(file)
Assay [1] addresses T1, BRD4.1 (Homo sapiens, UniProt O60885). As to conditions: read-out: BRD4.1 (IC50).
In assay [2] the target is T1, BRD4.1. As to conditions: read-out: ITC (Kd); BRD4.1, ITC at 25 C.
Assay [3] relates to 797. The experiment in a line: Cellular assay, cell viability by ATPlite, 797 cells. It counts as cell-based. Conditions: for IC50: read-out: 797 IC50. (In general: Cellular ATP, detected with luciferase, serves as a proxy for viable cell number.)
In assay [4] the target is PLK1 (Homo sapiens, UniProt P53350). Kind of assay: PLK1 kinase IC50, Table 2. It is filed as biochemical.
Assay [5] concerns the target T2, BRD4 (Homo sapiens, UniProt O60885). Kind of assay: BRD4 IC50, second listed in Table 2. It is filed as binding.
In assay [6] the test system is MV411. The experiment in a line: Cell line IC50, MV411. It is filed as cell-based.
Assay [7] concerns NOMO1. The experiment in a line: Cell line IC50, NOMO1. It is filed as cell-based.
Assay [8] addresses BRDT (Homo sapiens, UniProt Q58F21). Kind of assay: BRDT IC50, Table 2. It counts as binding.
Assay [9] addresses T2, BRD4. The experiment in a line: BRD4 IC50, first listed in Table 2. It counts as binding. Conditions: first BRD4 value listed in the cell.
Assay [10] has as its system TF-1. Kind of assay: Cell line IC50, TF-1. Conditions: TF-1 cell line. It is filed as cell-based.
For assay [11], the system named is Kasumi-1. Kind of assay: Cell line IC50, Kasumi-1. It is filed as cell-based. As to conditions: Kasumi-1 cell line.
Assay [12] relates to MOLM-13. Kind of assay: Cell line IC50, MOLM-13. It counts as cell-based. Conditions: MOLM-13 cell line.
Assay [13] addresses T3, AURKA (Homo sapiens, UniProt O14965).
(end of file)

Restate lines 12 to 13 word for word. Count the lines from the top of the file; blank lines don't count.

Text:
Assay [12] relates to MOLM-13. Kind of assay: Cell line IC50, MOLM-13. It counts as cell-based. Conditions: MOLM-13 cell line.
Assay [13] addresses T3, AURKA (Homo sapiens, UniProt O14965).